University of Nizwa
In April 2009 I was able to visit the University of Nizwa for a week. The pictures below describe some aspects of the campus and the country of Oman.
This first picture is of the beach in the capital city of Muscat and shows why the country is so attractive to European tourists. The weather in April was mid-90s, and the sun shone every day.
Here is a shopping area in Muscat -- "the Souk." It also shows the customary dress of Omani men and women. These alleys went on for many blocks and were lined with shops, each of which had a roughly eight-foot frontage
This is the entrance to the University of Nizwa. It is about 100 miles from the capital city, in the mountains. It was at one time the historic capital of the country.
This is a typical class. The women sit in one section, the men in another. While they sit separately, both genders responded to the questions of the instructor. In fact the female students seemed more responsive. There was no hesitance to answer questions posed by the professor, and the general level of discussion was very informed. Students had clearly done their reading before class and were aware of the issues being addressed in the class.
This is an exterior shot of the classroom buildings. These are temporary classrooms. The university is just 5 years old. It already has an enrollment of 5800 students. A permanent campus is being built nearby, and should be ready in 4-5 years. At that time the expectation is that the university will have an enrollment of over 10,000. Both the government and student families are very supportive of higher education for both men and women. Current enrollment at this university is 85% female.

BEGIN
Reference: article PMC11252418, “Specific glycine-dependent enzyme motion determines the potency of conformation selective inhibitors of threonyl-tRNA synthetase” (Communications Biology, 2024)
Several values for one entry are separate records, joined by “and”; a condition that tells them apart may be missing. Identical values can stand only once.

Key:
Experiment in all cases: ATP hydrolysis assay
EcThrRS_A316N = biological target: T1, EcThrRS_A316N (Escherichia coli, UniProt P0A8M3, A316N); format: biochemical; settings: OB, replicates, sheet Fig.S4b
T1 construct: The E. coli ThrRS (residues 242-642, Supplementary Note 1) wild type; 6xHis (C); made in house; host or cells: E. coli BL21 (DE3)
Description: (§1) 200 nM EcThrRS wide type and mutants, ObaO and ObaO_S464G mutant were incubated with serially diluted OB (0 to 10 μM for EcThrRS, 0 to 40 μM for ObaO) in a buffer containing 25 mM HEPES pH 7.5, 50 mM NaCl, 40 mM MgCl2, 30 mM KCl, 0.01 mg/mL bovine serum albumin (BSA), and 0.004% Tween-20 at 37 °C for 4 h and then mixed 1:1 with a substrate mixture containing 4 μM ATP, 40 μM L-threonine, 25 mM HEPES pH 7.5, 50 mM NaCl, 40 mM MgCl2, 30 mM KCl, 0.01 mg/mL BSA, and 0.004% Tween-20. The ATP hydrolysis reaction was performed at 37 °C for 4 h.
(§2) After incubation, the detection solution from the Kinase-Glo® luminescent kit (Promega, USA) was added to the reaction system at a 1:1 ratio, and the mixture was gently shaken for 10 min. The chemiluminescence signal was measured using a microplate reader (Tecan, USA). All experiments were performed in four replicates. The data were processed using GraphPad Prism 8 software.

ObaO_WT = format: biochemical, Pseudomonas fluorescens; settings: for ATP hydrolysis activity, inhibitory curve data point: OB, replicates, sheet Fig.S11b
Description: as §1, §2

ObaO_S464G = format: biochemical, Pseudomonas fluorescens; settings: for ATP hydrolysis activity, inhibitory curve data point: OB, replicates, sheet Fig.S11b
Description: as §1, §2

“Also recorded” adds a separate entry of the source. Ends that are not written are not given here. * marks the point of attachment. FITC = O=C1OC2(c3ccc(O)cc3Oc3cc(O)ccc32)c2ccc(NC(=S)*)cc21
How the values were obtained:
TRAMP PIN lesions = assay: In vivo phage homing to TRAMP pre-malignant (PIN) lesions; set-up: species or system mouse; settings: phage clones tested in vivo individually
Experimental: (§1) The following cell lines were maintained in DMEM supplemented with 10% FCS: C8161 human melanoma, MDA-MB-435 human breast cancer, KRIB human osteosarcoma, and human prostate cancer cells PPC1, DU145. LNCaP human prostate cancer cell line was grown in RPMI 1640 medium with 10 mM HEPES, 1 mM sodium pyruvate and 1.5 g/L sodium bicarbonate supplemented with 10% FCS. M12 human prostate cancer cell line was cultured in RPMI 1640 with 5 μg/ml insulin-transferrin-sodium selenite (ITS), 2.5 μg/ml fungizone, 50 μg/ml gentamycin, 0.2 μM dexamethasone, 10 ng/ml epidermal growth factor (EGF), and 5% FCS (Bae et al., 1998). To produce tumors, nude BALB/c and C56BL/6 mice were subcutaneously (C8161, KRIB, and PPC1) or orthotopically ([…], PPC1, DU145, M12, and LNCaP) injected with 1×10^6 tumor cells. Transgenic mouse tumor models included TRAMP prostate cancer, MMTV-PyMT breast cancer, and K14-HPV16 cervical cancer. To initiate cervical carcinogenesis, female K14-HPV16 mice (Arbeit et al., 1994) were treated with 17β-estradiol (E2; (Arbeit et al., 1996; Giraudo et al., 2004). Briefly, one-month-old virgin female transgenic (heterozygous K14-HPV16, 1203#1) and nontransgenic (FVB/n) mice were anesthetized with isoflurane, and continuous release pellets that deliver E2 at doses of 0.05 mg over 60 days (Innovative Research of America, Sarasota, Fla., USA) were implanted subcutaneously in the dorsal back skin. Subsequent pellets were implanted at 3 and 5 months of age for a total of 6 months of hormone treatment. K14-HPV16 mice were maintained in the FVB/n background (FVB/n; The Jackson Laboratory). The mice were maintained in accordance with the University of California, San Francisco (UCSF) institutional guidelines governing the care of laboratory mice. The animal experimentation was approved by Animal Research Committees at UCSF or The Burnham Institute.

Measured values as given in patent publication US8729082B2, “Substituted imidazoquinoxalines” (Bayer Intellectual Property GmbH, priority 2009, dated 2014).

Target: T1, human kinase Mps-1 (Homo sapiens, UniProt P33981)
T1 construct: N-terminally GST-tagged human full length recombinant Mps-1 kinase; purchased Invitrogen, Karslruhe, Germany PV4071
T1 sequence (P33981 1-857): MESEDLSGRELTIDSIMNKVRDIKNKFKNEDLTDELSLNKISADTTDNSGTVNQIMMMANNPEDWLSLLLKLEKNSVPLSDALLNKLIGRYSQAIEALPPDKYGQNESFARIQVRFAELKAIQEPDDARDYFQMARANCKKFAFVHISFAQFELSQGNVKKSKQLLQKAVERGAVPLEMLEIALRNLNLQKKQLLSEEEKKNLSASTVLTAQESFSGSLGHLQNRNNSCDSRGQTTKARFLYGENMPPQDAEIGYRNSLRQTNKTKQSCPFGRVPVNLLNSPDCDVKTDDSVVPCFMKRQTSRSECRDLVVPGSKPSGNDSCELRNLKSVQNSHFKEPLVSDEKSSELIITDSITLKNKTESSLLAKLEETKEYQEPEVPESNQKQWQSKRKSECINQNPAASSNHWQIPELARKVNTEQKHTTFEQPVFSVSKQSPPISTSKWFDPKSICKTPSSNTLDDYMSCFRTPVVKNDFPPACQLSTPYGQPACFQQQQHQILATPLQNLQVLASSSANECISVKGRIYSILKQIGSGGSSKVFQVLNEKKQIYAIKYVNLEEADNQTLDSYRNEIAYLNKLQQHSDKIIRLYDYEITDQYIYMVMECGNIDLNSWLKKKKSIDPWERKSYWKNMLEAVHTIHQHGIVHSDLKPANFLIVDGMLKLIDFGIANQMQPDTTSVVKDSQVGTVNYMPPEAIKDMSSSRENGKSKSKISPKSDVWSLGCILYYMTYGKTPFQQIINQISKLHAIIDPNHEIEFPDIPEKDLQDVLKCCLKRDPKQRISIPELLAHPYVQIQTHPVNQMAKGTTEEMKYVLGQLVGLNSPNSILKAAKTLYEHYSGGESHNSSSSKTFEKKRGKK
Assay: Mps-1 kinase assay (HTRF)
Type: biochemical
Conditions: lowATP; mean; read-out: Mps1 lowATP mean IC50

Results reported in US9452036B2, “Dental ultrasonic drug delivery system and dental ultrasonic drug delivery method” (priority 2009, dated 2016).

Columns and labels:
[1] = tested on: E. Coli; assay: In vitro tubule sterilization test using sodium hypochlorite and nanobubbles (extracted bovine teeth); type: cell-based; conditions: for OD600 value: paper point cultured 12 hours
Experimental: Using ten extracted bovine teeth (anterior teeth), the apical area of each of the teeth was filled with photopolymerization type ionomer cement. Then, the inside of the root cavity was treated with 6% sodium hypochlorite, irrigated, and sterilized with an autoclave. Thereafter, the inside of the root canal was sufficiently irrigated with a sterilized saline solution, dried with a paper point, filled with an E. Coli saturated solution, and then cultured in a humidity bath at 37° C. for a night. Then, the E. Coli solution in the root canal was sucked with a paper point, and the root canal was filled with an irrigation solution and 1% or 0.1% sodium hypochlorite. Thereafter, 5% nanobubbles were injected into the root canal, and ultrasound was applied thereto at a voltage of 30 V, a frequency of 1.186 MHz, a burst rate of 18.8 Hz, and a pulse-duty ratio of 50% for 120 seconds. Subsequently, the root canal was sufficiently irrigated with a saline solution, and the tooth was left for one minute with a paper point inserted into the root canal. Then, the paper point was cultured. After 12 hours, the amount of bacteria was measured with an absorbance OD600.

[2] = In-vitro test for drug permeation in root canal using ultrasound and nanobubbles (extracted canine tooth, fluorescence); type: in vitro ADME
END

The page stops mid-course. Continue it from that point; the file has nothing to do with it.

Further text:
Gender separation continues around campus. This is the university library. Notice the separate entrances for men and women. Inside the library, men have study areas on the left, women on the right. Each gender has its own restaurant for meals during the day, and dormitories for men and women are on opposite ends of the campus.
We joined the university's administrators for a picnic in the mountains above the university. There are a few trees, but the ground here and elsewhere is largely gravel. The food consisted of a variety of fruit drinks, fruit, pita bread, lamb dishes and rice.
Back in Muscat, this is a picture of a large, new mosque complex. The picture below is of the men's prayer room. Unfortunately, I have neither the camera nor the skills to capture the size and beautify of this building.
The final image below, shows women studying on computers at the mosque library. While women may be separated physically in Oman, they are not separated curricularly. I visited two computer labs and saw female students doing substantial assignments in database programming and in operating system studies as part of their major in information systems. There seemed to be a larger percentage of female students studying information systems than would be typical in US universities.
Bottom line -- I felt welcomed wherever I went in the country, I saw significant efforts going into education of both men and women, and I saw young people who were engaged in their education and doing good work. I was very pleased with my visit.